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Gun barrel dents: what you need to know about safety, accuracy and repairs

Bruce Potts gives some key tips on inspecting gun barrels and when to visit a gunsmith

deer stalking

Can you shoot a rifle with a dent in the barrel?

Q: I noticed a small dent on the end of my barrel when I bumped it getting it out of the truck, will this affect accuracy?

A: Inspecting the muzzle crown on your barrel should be done regularly, as it’s one of the most neglected yet essential areas on any rifle that affects accuracy. Any damage, rust or non-uniformity to this vital area will cause the emerging bullet from the barrel to take a slightly different path each shot and therefore be less accurate.

It does not matter if the rifle is new, second-hand or just an old, cherished rifle; it is worth checking the muzzle crown of every rifle to check it is in good order. Accidents happen, even to new rifles. There are many differing muzzle crowns on rifles today, ranging from straight flat or recessed muzzles to 11-degree concave profiles, which are there to allow an unimpeded departure of the bullet. Any scratches, dings or irregularities spell problems. Having a muzzle recrowned is inexpensive by a gunsmith and is certainly worth it if accuracy falls off from your rifle. I would also fit an extended threaded protector if the muzzle is threaded for a sound moderator. That way, the crown is protected in the future.

More on barrel dents

Q: A few days ago whilst out shooting I accidentally hit a low branch with the barrel of my Beretta 687 and banged the rib. How can I remove the barrel dent, or should I go to a gunsmiths?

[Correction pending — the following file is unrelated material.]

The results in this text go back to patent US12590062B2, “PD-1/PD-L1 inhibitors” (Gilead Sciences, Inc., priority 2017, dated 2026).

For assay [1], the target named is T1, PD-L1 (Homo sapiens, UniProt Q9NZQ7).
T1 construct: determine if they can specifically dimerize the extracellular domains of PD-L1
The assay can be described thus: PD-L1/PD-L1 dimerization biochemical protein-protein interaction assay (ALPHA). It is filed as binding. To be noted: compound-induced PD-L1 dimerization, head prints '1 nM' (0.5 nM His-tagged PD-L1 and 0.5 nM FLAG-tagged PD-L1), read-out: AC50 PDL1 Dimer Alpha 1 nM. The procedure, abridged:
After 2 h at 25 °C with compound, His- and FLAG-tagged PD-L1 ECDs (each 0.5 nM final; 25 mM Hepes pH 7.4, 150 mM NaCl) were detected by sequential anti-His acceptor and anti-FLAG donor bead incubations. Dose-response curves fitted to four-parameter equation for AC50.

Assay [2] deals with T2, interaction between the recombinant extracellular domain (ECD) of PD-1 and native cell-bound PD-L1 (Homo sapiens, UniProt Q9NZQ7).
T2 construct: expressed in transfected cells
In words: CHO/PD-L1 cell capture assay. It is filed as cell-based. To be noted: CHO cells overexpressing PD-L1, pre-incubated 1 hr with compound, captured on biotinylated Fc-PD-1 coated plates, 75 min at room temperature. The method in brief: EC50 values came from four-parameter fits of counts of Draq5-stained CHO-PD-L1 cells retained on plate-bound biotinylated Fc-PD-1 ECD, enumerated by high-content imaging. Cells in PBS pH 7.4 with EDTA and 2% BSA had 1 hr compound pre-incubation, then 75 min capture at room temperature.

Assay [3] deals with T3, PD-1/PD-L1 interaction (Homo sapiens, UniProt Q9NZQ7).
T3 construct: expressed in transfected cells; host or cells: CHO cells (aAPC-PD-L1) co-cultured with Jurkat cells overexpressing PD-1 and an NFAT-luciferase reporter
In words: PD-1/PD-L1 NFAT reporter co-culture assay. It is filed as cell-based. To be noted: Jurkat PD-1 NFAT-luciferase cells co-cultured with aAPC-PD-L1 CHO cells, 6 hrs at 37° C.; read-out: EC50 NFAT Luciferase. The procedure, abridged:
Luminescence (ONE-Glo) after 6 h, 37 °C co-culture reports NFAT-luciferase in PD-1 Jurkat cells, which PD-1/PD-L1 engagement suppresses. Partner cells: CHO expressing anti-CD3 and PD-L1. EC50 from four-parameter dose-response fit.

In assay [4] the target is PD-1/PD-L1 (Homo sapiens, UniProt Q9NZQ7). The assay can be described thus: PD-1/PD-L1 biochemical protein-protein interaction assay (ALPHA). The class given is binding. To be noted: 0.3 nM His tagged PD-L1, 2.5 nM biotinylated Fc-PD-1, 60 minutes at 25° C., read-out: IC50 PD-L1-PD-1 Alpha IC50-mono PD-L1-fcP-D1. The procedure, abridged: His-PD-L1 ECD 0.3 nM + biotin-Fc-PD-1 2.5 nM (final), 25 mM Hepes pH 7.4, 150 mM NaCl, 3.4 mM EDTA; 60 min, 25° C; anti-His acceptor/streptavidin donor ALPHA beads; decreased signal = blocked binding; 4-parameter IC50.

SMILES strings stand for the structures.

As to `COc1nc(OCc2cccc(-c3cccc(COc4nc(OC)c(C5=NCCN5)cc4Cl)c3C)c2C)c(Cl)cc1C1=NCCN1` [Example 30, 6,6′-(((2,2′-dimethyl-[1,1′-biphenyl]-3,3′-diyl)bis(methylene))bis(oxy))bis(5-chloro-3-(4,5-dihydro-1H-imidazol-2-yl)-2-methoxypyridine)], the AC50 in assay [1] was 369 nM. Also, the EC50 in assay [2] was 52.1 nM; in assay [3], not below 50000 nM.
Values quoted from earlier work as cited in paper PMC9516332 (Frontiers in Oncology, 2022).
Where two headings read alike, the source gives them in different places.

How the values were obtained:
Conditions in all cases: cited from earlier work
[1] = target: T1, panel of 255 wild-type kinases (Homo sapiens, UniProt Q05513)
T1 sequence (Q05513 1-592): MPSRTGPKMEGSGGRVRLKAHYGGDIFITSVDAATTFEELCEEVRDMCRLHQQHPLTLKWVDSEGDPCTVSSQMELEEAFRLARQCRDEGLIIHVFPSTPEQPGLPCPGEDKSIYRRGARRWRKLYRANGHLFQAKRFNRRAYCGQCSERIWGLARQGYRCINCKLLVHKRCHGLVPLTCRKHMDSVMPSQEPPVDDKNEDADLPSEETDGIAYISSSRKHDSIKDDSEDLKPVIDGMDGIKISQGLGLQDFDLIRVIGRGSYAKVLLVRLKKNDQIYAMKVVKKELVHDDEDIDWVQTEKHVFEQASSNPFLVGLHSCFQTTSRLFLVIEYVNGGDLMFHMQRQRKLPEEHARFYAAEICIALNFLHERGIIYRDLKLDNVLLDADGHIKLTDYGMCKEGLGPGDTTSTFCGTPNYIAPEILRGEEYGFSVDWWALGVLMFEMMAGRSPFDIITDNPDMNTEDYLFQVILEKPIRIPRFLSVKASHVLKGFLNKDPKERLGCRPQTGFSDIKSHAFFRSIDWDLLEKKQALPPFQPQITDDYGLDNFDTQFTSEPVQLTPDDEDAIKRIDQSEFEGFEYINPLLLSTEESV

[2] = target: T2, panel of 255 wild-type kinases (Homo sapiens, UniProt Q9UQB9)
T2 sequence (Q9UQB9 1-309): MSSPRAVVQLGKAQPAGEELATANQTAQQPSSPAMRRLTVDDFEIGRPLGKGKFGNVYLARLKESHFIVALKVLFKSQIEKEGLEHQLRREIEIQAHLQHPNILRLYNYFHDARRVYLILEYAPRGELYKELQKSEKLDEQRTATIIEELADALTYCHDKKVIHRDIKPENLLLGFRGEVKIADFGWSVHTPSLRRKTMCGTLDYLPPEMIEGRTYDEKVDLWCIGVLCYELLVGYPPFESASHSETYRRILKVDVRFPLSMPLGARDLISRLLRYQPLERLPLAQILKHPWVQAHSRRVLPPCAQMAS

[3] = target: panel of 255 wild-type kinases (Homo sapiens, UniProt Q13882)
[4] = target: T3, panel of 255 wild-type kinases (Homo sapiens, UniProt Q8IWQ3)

A: Don’t try a DIY cure for barrel dents. Above all, don’t try to lever up the dent by pushing a screwdriver underneath it.

This could make things worse, and in an extreme case transfer the dent to the top barrel.

The problem is that when metal gets dented it also becomes stretched, and probably work-hardened as well.  Removing a dent in a rib is a professional job for a gunsmith.

The same goes for barrel dents – leave them to the experts.

Muzzle flare damage

Q: I was on a shoot the other day and unknowingly plugged my barrel with soil. When I fired a cartridge the muzzle flared open, damaging the last two inches. Rather than run the expense of sending it to a gunsmith, can I just saw the barrel ends off at home or will I also need to have the barrels re-proofed?

A: For your own safety, I suggest an urgent visit to a good gunsmith. The cause of the damage would have been huge and dangerous pressure within the barrel, which could have weakened it throughout most, if not all, of its length.

Accepting that the undamaged part of the barrel remains sound, the damaged part can be cut off, but the removal of any metal from a barrel requires re-proof.

Cutting off the two inches at the muzzle will also remove most of the choke area, but multi-choke tubes can be fitted.

All this definitely isn’t a DIY job if the gun is to remain safe.

How often should I have my barrels checked?

Q: I have a Rizzini over-and-under shotgun which is about 16 years old. Do you think I would be wise to have the barrel checked, as I have fired thousands of cartridges with this gun.

A: It’s always a good idea to have any gun routinely checked and serviced by a gunsmith, particularly older guns that may develop faults, not just in their mechanisms but also in their material thinning barrel walls or small cracks in their actions, for example.

Modern guns, such as your Rizzini, are very robust because they are made with good-quality modern materials to very high standards of quality control and they are unlikely to develop material faults even after firing thousands of rounds.

Corrosion is also less likely to cause serious damage to a modern gun because of the use of rust-resistant steel alloys or plating.

Any gun that has fired a lot of cartridges may become loose in the action, particularly if heavy loads are used.  This needs immediate correction. But, in my experience, barrel wear is more likely to be caused by over-enthusiastic cleaning rather than heavy use. (Read Bruce’s advice on things that can affect rifle accuracy and how to correct it.)

How to check the condition of your barrels

Pits need to be assessed and while dents are indicative of accidental damage, bulges mean something more dangerous.

If in doubt, check with your gunsmith.

checking barrels

This article was originally published in 2014 and has been updated.